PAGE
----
10 Annoying Questions Your Family Will Probably Ask You On Thanksgiving & How To Answer Them


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Thanksgiving should be a holiday spent bonding with family, eating delicious food, and loafing on the couch watching football, but all too often it can start to feel like an interrogation. Instead of letting annoying, not-so-subtly hurtful questions get to you, be ready to answer them and have a drama and panic-attack free Thanksgiving.

“Why didn’t you bring your boyfriend?”
This question can be upsetting whether you’re single or dating someone. It’s invasive and can cause you to panic about the strength of your relationship, even if you felt secure in it before. How To Answer: “Spending the holiday with his family because we both wanted to celebrate with ours!” (Try to remain cheerful, even if you feel a little aggravated.)

“Are you still single?”
For some reason, relatives love to comment on your relationship status, even though it’s not really their business anyway. It can come off as judgmental, but try to remember that they might just be trying to make casual conversation with you. How To Answer: “Yep! I have high standards for a boyfriend and won’t settle.”

“Putting on a few pounds to keep warm this winter, are we?”
AKA a “nicer” way of saying that you look like you’ve gained weight. Whether it’s true or not, this is obviously hurtful and just unnecessary. Try to hide how angry you feel and act like weight is the last thing on your mind (whether it’s true or not). How To Answer: “I don’t know if I’ve gained any weight or not—my friends, family and work are my first priority, not a number on the scale!”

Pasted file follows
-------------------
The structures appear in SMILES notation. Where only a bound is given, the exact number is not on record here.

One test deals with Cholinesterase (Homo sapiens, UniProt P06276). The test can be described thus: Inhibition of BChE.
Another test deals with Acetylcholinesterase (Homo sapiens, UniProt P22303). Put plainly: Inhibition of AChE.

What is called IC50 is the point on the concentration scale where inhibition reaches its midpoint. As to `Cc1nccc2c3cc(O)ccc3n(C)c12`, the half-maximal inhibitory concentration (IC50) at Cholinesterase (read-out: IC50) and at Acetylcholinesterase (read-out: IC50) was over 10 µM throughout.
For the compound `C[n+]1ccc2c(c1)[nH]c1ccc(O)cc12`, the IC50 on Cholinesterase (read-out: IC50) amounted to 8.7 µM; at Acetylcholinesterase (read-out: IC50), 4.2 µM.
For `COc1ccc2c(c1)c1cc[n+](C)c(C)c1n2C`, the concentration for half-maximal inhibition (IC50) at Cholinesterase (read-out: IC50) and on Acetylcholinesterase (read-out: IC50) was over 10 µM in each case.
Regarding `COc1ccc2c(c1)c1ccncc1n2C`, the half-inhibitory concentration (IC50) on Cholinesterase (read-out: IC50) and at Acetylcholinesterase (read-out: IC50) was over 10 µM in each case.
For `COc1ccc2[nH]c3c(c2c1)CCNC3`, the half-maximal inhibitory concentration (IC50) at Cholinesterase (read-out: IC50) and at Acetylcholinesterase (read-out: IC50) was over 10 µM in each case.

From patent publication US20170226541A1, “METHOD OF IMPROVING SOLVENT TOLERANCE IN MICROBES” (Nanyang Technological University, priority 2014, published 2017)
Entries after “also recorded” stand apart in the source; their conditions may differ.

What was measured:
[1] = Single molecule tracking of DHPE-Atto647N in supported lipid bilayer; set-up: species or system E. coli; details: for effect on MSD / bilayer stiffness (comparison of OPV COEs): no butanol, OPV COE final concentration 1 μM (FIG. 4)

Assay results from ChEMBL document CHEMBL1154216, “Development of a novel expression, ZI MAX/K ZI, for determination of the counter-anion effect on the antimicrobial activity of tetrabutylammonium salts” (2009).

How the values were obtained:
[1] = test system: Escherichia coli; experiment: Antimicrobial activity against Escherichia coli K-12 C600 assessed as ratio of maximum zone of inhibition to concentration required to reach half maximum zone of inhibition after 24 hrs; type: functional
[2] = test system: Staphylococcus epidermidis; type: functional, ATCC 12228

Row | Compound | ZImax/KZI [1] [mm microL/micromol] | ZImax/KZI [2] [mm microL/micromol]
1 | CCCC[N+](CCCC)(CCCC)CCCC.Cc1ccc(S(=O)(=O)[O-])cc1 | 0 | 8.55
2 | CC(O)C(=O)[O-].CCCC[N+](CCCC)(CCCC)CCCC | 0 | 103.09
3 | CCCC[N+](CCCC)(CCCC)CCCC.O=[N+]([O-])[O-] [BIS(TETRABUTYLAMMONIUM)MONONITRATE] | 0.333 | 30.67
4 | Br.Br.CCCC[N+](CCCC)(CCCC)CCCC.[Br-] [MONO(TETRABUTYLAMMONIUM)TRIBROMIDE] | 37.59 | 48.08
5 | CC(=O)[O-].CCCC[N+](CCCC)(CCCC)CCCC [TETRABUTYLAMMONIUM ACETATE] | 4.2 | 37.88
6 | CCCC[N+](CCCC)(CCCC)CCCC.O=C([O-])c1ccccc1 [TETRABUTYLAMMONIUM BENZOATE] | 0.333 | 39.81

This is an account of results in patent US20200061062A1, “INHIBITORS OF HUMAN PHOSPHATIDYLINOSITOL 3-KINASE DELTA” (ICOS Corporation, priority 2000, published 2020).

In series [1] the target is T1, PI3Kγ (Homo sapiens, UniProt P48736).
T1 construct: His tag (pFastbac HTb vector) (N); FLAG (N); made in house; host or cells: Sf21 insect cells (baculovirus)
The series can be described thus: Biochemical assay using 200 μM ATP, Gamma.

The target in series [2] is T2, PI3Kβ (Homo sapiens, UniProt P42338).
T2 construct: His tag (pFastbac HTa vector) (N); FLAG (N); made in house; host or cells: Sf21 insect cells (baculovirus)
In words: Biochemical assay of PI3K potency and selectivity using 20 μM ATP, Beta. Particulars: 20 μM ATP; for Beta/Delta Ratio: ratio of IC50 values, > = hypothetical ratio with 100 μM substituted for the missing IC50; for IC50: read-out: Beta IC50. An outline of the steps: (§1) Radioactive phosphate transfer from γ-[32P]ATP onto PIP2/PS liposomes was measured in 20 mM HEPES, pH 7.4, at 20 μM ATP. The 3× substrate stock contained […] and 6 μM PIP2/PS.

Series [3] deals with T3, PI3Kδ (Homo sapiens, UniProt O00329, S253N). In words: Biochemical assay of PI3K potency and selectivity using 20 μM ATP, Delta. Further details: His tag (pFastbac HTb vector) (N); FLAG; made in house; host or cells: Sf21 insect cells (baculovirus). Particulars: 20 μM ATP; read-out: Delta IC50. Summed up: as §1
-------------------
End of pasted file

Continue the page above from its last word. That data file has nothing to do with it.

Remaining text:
“You look so skinny—are you eating!?”
On the opposite end of the spectrum, questions about losing weight can be just as uncomfortable. No one wants to think about weight at Thanksgiving dinner (and you shouldn’t be, either!) How To Answer: “Really?! I’m not losing weight on purpose or anything, but thanks for caring enough to ask.”

“Did you purposely dye your hair that color?”
Especially if your hair is an unconventional color or significantly different than it had been the last time they saw you. This is a good question to answer with a little bit of humor. How To Answer: “No, I guess I need a new hairdresser, right?!”

“Are you sure you really want that fourth glass of wine already?”
Some family members absolutely love to get involved with personal choices. Whether you’re a little buzzed or not, drinking another glass of wine is your decision (assuming you’re not driving anywhere soon, of course). How To Answer: “Well, it’s a holiday! Plus all the food we’re about to eat at dinner will soak it right up.”

“So, what do you plan to do with your degree when you graduate, anyway?”
I hear this question all the time, and even if whoever’s asking is generally just curious, it can come off extremely judgmental. Whether you have an idea of what you want to do with your degree or not, comments like these can make you feel inadequate. How To Answer: “Right now I’m just focusing on graduating, but I do have a few ideas in the works.”

“What’s your five-year plan?”
Whenever anyone asks me a question like this, I almost laugh because I usually don’t even have the next five minutes planned. You might know what you’d like to accomplish in the next five years, or you might not, and either way that’s perfectly fine. If you don’t have a five-year plan mapped out to answer their question with (or you prefer not to go into detail about it at the moment), keep your response light and positive. How To Answer: “I can’t tell you, it’ll ruin the surprise!”

“Why aren’t you eating the pie I made?”
No matter if you’re just full or not in the mood for pie, people can sometimes get offended when you politely decline food they’ve made and offered to you. How To Answer: “I’m still so full from all of the turkey, but I’m definitely going to have some later on. It looks delicious.”

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